My friends, remember when I slyly mentioned a nearby knitter named Guido while answering JenLa’s meme? Guido has given me the go-ahead to reveal his blog, “It’s a Purl, Man,” a site about a guy with yarn issues. Furthermore, I’m happy to tell you that Guido records a knitting podcast! My general feelings about podcasts aside (not my favorite medium, let’s leave it at that), I found his very entertaining and refreshingly honest. I even figured out how to subscribe in iTunes ;).

And, Guido, we can chat about floral-print fabric with flies and fishes any time. That didn’t come out quite right. I mean, we can chat about floral fabric any time. Damn it! What I’m really trying to say is that fly floral fabric is one of my favorite topics of discussion.

You’ll have to listen to the podcast to understand ;).

Now, let’s chat about socks. First, I’ve updated the list of non-wooly sock yarns, and will continue to do so as more information comes my way ;).

On Sunday I eagerly cast on using my newest yarn acquisition, a cotton/lycra blend from Greenwood Fiberworks. Since it’s my first time using this yarn, I decided to play it conservative – first, I split the hank into two equal parts (by weight), and I’m knitting the socks from the toe-up. This way I’ll get a really good idea of how far the skein can take me without the worry of turning the heel too early or too late.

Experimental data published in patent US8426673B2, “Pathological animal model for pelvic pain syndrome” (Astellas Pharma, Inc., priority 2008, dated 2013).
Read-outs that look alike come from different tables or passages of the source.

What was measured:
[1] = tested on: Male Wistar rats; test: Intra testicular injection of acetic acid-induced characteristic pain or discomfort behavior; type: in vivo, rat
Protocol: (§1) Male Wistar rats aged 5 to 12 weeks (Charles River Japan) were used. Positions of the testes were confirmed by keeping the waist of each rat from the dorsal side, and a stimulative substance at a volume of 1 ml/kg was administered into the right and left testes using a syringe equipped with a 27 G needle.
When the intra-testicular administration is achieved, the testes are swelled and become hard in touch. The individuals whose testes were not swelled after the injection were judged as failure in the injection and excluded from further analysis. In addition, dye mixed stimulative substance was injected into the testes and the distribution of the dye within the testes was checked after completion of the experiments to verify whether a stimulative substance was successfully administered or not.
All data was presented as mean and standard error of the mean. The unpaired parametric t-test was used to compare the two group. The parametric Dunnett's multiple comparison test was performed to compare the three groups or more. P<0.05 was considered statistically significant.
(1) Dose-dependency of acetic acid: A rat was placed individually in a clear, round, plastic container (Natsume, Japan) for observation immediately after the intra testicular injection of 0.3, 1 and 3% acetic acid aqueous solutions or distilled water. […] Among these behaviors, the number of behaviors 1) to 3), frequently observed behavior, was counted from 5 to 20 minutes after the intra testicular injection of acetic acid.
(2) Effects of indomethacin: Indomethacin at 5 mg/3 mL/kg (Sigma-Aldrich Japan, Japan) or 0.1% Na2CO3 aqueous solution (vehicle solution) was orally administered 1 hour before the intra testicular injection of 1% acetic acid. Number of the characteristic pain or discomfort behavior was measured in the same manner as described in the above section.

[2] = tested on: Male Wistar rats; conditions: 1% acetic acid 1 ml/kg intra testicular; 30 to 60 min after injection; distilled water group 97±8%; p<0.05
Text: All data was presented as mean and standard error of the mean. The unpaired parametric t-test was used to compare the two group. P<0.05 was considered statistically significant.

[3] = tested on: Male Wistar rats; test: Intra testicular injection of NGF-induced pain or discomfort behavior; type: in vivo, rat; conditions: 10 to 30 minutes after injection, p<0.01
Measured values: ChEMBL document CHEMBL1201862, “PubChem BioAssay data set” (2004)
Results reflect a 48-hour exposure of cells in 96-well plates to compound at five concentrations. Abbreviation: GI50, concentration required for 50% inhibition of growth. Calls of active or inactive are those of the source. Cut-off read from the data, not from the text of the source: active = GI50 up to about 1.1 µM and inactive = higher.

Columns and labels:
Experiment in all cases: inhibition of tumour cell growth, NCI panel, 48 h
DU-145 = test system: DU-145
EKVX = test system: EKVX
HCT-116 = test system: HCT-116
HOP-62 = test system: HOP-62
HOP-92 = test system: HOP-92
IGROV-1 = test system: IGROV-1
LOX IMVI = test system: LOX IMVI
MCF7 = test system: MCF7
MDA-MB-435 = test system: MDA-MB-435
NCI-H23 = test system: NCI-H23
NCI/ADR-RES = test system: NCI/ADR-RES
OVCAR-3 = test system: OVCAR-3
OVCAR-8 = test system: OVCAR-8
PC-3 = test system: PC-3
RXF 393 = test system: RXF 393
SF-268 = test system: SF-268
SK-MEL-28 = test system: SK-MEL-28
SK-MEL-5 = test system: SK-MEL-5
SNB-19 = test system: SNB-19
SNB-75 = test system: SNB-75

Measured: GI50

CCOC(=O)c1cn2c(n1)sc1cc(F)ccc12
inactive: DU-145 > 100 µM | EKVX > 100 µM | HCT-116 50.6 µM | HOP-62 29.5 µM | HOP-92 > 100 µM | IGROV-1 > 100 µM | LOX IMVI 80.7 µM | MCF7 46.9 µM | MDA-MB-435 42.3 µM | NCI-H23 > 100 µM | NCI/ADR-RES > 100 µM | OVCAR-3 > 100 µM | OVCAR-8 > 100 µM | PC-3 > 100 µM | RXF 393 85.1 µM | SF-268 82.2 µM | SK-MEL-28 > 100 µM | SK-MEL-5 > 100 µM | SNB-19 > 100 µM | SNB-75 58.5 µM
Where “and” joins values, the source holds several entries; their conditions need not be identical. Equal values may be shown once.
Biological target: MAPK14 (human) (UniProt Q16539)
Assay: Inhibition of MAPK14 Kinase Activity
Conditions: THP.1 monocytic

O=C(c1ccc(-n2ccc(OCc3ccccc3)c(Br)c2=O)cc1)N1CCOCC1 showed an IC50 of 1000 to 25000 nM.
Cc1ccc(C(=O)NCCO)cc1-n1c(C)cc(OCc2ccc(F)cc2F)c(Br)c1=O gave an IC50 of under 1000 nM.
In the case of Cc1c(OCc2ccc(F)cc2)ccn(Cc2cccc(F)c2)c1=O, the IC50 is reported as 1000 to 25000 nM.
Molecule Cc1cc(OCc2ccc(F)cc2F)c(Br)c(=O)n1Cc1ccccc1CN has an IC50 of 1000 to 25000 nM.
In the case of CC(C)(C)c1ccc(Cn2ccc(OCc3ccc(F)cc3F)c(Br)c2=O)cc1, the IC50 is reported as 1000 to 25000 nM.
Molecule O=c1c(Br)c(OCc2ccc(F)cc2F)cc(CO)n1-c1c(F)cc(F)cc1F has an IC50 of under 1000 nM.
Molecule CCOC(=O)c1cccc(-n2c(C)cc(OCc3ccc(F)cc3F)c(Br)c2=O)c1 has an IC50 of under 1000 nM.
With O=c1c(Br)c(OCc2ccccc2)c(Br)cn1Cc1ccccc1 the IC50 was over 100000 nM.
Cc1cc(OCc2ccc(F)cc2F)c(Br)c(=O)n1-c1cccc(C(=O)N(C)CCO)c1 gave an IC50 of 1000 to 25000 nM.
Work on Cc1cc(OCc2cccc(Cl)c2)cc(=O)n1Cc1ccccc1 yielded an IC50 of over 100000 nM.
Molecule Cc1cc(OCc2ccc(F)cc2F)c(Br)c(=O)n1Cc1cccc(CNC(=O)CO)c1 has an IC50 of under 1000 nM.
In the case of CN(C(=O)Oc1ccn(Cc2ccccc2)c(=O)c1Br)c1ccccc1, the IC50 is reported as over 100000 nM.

Check out my short row toe: (which I make following this tutorial):


Not surprisingly, I’m quite pleased with the way the yarn is knitting up. It is very, very stretchy, even more stretchy than Cascade Fixation, which leads to a fabulous fabric as far as socks are concerned. And I’m really enjoying the knitting itself! Despite being mainly cotton, the yarn doesn’t hurt my hands. Rather, it slides smoothly on my needles (Susan Bates dpns) and doesn’t at all object to being knit, as many cottons do.

The resulting fabric is pebbly and textured (this is on US 0 needles, which gets me 9 sts/inch), and of course the handpainted colorway is making its presence known, so I think this yarn is best for the simplest of patterns – stockinette, ribbing, but not much else.

In my case, the Mata Hari pattern is showing up “okay,” but I have to knit a bit more to be sure. But first, I have to frog everything I’ve knit so far. Yes, it’s true. The sock is coming out too big over 66 sts, and I need to go down to about 56.

In the grand scheme of my knitting life, frogging a little toe plus a few rows is nothing – I’ve survived frogging entire sweater pieces without much damage ;).


29 thoughts on “Pebbly

  1. Agnes

    I suddenly remember I have a sock pattern book in which Patons Grace is used. However, as far as I know, Grace is to be handwashed … not sure if you mind this.

  2. Becky

    Wow!! I am loving that colorway. You are really making me want to try this yarn. The socks look like they will be super comfy.

  3. Sarah

    That yarn is really looking terrific!

    I had a question for you about the stretchy sock yarns–when you knit it up, are you supposed to pull it tight or are you supposed to keep the tension loose? I just knit up a pair of baby socks in it and I was having a hard time figuring that out. What do you think?